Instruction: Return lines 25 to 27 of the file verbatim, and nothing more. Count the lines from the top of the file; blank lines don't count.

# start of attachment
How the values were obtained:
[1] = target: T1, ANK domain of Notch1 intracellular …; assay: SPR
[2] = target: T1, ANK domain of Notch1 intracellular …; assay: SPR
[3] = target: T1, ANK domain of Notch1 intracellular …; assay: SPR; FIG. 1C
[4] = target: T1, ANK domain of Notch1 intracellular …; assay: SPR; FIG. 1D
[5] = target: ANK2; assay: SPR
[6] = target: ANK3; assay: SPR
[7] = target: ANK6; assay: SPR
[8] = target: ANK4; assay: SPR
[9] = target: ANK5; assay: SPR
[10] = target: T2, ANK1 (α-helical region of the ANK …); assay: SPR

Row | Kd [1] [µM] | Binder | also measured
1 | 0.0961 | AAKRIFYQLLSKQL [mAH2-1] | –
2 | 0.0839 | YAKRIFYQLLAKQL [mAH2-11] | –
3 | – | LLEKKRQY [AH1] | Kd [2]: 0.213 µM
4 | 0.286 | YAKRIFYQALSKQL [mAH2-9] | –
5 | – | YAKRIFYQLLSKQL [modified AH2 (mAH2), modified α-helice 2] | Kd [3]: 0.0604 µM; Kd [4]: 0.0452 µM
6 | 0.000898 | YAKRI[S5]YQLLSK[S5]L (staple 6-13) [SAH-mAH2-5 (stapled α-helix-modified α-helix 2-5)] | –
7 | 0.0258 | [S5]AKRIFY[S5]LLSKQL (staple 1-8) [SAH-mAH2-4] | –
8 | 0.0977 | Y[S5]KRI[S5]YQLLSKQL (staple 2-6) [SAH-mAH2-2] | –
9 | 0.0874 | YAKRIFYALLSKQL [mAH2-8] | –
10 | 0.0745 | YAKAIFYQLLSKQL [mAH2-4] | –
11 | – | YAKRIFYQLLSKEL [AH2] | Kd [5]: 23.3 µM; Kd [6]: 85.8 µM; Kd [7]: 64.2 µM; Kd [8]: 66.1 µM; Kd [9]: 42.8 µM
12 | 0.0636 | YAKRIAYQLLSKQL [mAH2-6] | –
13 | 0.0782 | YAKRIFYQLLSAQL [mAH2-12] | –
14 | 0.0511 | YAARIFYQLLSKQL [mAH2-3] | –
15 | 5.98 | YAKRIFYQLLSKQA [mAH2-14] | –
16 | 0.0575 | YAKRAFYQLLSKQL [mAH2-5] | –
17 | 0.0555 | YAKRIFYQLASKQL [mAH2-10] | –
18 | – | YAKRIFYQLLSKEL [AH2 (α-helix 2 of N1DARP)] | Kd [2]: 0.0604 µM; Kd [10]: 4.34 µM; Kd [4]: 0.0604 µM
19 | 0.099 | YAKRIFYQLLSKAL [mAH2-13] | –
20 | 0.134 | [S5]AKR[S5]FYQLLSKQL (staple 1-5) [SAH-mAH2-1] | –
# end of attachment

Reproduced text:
13 | 0.0782 | YAKRIFYQLLSAQL [mAH2-12] | –
14 | 0.0511 | YAARIFYQLLSKQL [mAH2-3] | –
15 | 5.98 | YAKRIFYQLLSKQA [mAH2-14] | –